Pollinators – Housing For
Many landscape plants depend on bees and other insects to move pollen from flower to flower. The insects don’t realize they are pollinating the plants they visit – they’re just looking for nectar in the flowers. You can help the flowering plants in your neighborhood by planting a pollinator-friendly flower garden. Bumblebees, solitary bees, pollinating wasps and other insects will try to fill in for honeybees.
Besides providing nectar for pollinating insects you can also provide housing. Housing for the orchard mason bee is easy to build. This small bee is inconspicuous and non-aggressive. You won’t even know you have any around until you see that they have laid eggs in your mason bee house and sealed them with mud.
WOODEN BLOCK HOUSE Mason bees lay their eggs in holes they find naturally occurring in trees. Unlike the carpenter bee, mason bees won’t bore into your deck or swoop towards you if you invade their territory. Lack of suitable nest holes limits their population, so you can benefit them greatly by providing wooden blocks with pre-drilled holes.
The easiest material to use is 2×6 pine lumber. Drill holes five-sixteenths inch in diameter in the edge of the lumber pieces. The holes should be four to five inches deep. The triangular pattern shown in the illustration seems to work well. Screw two or three eight-inch long, hole-filled blocks of wood together to make a nest. Nail on a roof made from scrap lumber. Hang the nest blocks on the east side of your house, shed or garage. You may also place bee nests on dead trees or posts in wooded areas near streams where there is a good supply of mud for nest construction and wild flowers on which to forage.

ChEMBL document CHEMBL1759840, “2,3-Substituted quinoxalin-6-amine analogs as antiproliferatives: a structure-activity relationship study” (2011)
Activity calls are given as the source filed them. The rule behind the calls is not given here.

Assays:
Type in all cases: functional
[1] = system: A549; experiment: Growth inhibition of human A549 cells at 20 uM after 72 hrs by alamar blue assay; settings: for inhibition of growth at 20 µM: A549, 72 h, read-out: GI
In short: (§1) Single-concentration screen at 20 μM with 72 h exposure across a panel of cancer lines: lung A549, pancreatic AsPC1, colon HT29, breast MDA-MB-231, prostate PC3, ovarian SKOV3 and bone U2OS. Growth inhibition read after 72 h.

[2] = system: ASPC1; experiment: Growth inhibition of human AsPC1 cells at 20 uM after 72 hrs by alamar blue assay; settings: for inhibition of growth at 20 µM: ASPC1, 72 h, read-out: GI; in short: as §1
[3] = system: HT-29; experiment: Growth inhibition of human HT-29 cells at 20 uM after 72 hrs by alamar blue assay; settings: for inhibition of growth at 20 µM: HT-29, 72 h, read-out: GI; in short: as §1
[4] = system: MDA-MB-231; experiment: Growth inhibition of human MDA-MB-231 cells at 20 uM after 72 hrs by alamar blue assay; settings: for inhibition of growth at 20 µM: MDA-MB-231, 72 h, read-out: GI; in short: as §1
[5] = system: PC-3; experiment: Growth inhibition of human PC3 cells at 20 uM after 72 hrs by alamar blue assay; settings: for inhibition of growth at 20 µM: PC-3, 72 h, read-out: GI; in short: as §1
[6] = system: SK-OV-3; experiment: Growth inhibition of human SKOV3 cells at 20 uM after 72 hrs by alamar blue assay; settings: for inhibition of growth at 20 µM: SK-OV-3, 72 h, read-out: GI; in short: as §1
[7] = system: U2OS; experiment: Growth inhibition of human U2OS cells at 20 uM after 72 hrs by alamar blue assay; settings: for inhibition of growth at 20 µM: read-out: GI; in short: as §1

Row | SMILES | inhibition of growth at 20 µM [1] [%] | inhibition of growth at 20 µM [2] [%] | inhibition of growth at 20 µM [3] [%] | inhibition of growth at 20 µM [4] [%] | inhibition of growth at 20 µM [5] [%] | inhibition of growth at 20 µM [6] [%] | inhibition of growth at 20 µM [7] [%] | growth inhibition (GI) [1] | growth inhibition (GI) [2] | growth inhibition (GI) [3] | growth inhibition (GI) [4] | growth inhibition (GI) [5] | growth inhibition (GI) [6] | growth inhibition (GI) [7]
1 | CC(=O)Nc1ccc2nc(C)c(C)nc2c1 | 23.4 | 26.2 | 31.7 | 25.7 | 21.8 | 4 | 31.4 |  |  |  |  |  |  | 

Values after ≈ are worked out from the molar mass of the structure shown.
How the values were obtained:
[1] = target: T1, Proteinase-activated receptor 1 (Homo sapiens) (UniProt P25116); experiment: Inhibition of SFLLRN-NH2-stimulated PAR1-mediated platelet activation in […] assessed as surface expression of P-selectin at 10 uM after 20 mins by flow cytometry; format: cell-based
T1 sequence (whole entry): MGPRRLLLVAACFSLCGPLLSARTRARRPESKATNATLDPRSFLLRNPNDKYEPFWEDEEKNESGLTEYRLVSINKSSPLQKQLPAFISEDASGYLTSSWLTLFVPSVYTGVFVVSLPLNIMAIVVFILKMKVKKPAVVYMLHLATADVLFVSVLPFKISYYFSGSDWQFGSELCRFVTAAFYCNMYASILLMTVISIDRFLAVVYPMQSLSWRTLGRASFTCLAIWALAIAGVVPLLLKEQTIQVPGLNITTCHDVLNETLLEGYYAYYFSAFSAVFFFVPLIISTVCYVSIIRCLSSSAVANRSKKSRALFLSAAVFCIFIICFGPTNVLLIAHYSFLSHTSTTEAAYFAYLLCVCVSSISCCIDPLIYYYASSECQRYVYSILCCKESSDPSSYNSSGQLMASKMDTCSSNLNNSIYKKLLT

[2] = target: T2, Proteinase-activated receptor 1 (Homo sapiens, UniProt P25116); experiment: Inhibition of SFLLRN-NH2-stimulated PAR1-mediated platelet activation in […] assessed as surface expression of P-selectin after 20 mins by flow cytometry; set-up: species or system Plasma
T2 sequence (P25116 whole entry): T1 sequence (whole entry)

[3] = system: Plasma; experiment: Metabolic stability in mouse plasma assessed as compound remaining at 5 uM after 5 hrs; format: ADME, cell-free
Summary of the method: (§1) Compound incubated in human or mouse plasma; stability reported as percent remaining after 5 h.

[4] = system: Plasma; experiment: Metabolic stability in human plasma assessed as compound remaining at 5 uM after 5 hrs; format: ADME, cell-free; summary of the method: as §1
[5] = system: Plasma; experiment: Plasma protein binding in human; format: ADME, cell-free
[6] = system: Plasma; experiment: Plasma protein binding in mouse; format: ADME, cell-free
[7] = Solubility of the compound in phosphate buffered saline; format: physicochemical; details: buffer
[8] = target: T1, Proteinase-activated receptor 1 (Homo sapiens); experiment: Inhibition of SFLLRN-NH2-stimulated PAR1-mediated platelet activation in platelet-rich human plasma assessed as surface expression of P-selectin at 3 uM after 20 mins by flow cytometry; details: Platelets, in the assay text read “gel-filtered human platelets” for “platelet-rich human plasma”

CARDBOARD TUBE HOUSE I have built several wooden bee nests and, to be honest, all that drilling is pretty boring. Knowing that paper straws are also used to house mason bees, I went looking for something similar. Lo and behold, the cardboard tubes that comprise the bottom of coat hangers are the perfect size for bees! I slice the tubes into seven inch sections and place them in an eight inch long piece of plastic PVC pipe two-inches in diameter.
INTERLOPERS? You might need to introduce a population of orchard mason bees to your landscape if none are naturally present. I bought mine from Knox Cellars. If you’d rather see if bees are already present, set out your nest and observe the mud plugs that eventually seal each hole. Mason bee plugs are rough while those of mud-dauber wasps are smooth. You can see three wasp-filled tubes atop the empty tubes in the PVC pipe illustration. Since mud-dauber wasps are also beneficial insects, I don’t interfere with whichever insect wants to make a nursery of my holes.